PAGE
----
This is a must! Washing the rice can help the cooked rice become less sticky, fluffier and separate. Another advantage of washing is that after cooking, all grains should look uniform on the plate.

To soak or not to soak?

The debate on whether you should soak rice after you’ve washed it simply comes down to the type of rice you’re using. Tilda recommends soaking white basmati rice for at least 20 minutes. This hydrates the centre of the kernel, allowing the grain to elongate and achieve a fluffy texture. For extra long basmati, you should soak the rice for 30 minutes to achieve optimum length and show off its eye-catching, appetising quality. For parboiled basmati – known as sella basmati – soak for at least an hour. This is to ensure the rice elongates to the fullest extent once cooked.

As with so many other things, the key to perfecting your favourite rice dish comes down to preparation. Soaking rice reduces cooking time by 20%, and a key benefit of the shorter cooking time is that it helps to preserve the aromatic compounds, which give basmati in particular its characteristic flavour and aroma.


Why do cooking times vary?

It all depends on the type of grain you buy. Most white grains, including basmati, jasmine and long grain, take around 10 minutes to cook. Brown rice takes longer, about 25 minutes, because the grains have an intact bran layer that makes it harder for water to permeate.

It’s important to recognise that because rice is a natural crop there may be slight variation in cooking times depending on the year or crop varieties. Always sample your rice as it is cooking for taste preferences.

What does pure basmati mean?

Shoppers may have noticed that Tilda’s vivid blue packs of basmati rice use the term “pure” to describe the contents. To be “pure” basmati, the number of non-basmati grains in the final product must be below 7%, according to the UK code of practice for basmati labelling. This is why pure basmati stands apart from the standard rice you’ll find in the market. Tilda works with local experts to continuously hone how the rice is grown, before harvesting and ageing it for up to 18 months to improve its texture and flavour. The rice is then milled and colour sorted – a process whereby each grain is passed through an optical screen and any grains that are not perfectly white are air-blasted away. Broken grains are also removed for a consistent looking plate, but are never wasted; instead, they are made into “Tilda broken basmati rice”, which are perfect for dishes such as kheer (traditional Indian rice pudding).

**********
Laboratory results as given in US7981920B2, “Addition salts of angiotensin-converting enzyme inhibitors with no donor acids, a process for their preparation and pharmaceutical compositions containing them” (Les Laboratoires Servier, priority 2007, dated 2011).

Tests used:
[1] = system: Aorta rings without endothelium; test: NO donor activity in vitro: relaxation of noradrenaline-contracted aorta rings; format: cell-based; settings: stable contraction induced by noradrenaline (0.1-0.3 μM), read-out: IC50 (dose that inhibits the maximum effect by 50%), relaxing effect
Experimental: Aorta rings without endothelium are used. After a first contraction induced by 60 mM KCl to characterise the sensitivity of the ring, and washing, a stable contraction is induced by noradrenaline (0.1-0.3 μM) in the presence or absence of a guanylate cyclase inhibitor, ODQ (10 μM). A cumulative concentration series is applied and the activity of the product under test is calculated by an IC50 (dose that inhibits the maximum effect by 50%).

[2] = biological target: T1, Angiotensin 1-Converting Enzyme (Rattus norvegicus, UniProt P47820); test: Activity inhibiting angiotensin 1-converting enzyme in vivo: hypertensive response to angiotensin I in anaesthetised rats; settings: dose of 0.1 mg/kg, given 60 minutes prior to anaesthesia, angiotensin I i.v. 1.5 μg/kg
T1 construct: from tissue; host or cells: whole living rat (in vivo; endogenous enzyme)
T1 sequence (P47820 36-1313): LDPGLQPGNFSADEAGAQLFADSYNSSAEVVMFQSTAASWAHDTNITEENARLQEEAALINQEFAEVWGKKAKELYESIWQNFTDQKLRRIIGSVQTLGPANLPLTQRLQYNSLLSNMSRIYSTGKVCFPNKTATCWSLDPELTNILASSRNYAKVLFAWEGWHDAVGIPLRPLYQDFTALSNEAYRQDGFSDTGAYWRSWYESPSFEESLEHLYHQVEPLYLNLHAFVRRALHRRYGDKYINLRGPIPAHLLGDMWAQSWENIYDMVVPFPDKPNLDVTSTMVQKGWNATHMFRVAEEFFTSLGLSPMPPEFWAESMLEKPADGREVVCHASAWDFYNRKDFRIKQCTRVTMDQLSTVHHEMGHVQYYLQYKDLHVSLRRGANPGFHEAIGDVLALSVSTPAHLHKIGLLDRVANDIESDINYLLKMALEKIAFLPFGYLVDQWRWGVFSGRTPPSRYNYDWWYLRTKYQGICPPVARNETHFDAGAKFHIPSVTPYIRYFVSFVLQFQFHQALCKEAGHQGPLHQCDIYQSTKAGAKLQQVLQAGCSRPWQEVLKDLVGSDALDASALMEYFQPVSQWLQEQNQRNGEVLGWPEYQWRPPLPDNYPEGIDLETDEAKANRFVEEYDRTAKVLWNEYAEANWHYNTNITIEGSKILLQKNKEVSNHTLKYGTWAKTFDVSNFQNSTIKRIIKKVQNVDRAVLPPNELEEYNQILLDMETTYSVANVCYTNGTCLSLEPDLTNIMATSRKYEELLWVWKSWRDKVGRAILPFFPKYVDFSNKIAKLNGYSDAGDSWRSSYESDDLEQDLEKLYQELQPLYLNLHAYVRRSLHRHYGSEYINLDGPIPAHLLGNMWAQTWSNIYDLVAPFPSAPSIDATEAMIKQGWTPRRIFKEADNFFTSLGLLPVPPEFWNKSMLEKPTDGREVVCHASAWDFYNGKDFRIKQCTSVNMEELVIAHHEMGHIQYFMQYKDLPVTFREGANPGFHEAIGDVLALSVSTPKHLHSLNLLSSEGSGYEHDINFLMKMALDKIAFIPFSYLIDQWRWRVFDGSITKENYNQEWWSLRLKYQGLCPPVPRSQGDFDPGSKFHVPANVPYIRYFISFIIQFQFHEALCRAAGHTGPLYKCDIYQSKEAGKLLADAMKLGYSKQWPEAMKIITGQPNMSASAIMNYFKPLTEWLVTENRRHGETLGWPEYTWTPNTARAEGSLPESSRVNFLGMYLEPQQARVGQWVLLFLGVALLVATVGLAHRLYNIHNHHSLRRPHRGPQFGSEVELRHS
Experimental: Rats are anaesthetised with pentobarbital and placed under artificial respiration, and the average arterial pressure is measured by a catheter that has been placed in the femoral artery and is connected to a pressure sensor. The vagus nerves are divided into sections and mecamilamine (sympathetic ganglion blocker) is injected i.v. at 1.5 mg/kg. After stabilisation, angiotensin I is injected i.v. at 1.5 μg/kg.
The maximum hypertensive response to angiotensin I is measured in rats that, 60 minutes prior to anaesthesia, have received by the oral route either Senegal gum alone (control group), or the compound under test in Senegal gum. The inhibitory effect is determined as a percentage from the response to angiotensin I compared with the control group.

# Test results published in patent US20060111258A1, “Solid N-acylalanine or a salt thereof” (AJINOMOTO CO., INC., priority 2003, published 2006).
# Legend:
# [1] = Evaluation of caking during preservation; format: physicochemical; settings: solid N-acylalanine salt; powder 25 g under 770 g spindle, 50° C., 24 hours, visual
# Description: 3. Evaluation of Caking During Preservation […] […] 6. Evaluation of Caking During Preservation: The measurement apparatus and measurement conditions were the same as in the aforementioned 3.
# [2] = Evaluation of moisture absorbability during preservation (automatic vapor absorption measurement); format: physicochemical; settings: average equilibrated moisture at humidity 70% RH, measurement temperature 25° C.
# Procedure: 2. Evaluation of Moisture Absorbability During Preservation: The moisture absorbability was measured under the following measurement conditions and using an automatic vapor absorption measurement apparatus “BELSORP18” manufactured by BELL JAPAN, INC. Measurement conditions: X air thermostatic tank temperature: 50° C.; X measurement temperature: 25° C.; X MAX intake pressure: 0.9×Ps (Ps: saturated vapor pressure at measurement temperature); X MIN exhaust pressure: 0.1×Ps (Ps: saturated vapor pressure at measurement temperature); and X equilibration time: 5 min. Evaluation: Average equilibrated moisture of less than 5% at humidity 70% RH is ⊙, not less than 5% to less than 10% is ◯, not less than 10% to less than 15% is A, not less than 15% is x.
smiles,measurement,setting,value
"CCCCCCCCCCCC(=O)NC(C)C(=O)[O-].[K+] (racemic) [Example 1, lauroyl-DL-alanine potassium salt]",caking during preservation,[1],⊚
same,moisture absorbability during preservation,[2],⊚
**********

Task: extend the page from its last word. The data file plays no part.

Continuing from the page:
Can I store leftover rice and reheat it?

The key to reheating leftover rice is to make sure it has been cooled and stored correctly. This means letting the rice cool to room temperature, then putting it in an airtight container, ideally within an hour of cooking. You can store it for up to two days. When you reheat it, make sure it’s steaming hot all the way through. Don’t reheat more than once.

But if you don’t have time to reheat last night’s rice, even cold rice is so versatile that it makes a perfect base for lunches.

Is rice gluten free?

All dry rice such as basmati or jasmine is naturally gluten free. However, people with high sensitivity may want to reassure themselves that their rice provider’s supply chain avoids cross-contamination. Tilda takes additional measures to prevent cross-contamination within its supply chain and only produces gluten free products.

Tilda has been the go-to choice for rice aficionados, from great-grandmothers to great chefs, sitting at the heart of dinner tables for more than 50 years. The rice you choose can really elevate your dish, so Tilda ensures that only the best quality grains and ingredients go into its products. For more information about Tildas full range and for tasty recipe inspiration, visit tilda.com.

This article was originally published on theguardian.com as part of the Tilda and Guardian Labs ‘Its the rice that makes it’ campaign